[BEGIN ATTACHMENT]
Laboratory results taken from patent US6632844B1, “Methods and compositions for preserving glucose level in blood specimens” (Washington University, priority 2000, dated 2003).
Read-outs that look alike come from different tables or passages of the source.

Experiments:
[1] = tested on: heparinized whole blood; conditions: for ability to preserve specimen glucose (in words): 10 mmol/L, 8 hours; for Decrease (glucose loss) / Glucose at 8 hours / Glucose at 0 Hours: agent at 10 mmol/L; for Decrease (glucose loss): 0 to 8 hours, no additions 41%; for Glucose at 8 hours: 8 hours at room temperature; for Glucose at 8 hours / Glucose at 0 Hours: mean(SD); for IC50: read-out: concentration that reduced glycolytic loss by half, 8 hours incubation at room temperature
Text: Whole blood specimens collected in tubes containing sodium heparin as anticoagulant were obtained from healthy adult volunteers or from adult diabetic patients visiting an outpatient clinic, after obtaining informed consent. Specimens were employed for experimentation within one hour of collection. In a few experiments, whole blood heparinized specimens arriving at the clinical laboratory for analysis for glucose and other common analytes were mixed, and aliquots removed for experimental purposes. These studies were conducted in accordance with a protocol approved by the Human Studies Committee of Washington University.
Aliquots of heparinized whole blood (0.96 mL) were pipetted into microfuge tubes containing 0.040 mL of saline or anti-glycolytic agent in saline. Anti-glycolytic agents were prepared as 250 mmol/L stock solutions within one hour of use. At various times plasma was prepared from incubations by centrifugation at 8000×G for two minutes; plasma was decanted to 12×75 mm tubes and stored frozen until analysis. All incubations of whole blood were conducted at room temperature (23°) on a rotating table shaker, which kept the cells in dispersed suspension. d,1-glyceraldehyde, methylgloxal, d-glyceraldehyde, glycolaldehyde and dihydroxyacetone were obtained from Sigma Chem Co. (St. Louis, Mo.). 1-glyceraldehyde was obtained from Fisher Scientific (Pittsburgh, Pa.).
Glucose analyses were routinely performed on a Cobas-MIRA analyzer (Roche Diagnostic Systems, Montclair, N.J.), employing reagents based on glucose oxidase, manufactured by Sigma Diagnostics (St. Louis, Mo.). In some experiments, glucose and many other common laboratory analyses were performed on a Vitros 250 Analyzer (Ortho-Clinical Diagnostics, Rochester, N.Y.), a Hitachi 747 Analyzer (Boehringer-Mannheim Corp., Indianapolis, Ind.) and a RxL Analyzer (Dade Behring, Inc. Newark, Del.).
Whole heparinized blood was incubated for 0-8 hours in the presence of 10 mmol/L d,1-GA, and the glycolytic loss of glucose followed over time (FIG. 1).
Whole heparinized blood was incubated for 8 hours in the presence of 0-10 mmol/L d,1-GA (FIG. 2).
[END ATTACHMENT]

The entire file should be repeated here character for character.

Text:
Laboratory results taken from patent US6632844B1, “Methods and compositions for preserving glucose level in blood specimens” (Washington University, priority 2000, dated 2003).
Read-outs that look alike come from different tables or passages of the source.

Experiments:
[1] = tested on: heparinized whole blood; conditions: for ability to preserve specimen glucose (in words): 10 mmol/L, 8 hours; for Decrease (glucose loss) / Glucose at 8 hours / Glucose at 0 Hours: agent at 10 mmol/L; for Decrease (glucose loss): 0 to 8 hours, no additions 41%; for Glucose at 8 hours: 8 hours at room temperature; for Glucose at 8 hours / Glucose at 0 Hours: mean(SD); for IC50: read-out: concentration that reduced glycolytic loss by half, 8 hours incubation at room temperature
Text: Whole blood specimens collected in tubes containing sodium heparin as anticoagulant were obtained from healthy adult volunteers or from adult diabetic patients visiting an outpatient clinic, after obtaining informed consent. Specimens were employed for experimentation within one hour of collection. In a few experiments, whole blood heparinized specimens arriving at the clinical laboratory for analysis for glucose and other common analytes were mixed, and aliquots removed for experimental purposes. These studies were conducted in accordance with a protocol approved by the Human Studies Committee of Washington University.
Aliquots of heparinized whole blood (0.96 mL) were pipetted into microfuge tubes containing 0.040 mL of saline or anti-glycolytic agent in saline. Anti-glycolytic agents were prepared as 250 mmol/L stock solutions within one hour of use. At various times plasma was prepared from incubations by centrifugation at 8000×G for two minutes; plasma was decanted to 12×75 mm tubes and stored frozen until analysis. All incubations of whole blood were conducted at room temperature (23°) on a rotating table shaker, which kept the cells in dispersed suspension. d,1-glyceraldehyde, methylgloxal, d-glyceraldehyde, glycolaldehyde and dihydroxyacetone were obtained from Sigma Chem Co. (St. Louis, Mo.). 1-glyceraldehyde was obtained from Fisher Scientific (Pittsburgh, Pa.).
Glucose analyses were routinely performed on a Cobas-MIRA analyzer (Roche Diagnostic Systems, Montclair, N.J.), employing reagents based on glucose oxidase, manufactured by Sigma Diagnostics (St. Louis, Mo.). In some experiments, glucose and many other common laboratory analyses were performed on a Vitros 250 Analyzer (Ortho-Clinical Diagnostics, Rochester, N.Y.), a Hitachi 747 Analyzer (Boehringer-Mannheim Corp., Indianapolis, Ind.) and a RxL Analyzer (Dade Behring, Inc. Newark, Del.).
Whole heparinized blood was incubated for 0-8 hours in the presence of 10 mmol/L d,1-GA, and the glycolytic loss of glucose followed over time (FIG. 1).
Whole heparinized blood was incubated for 8 hours in the presence of 0-10 mmol/L d,1-GA (FIG. 2).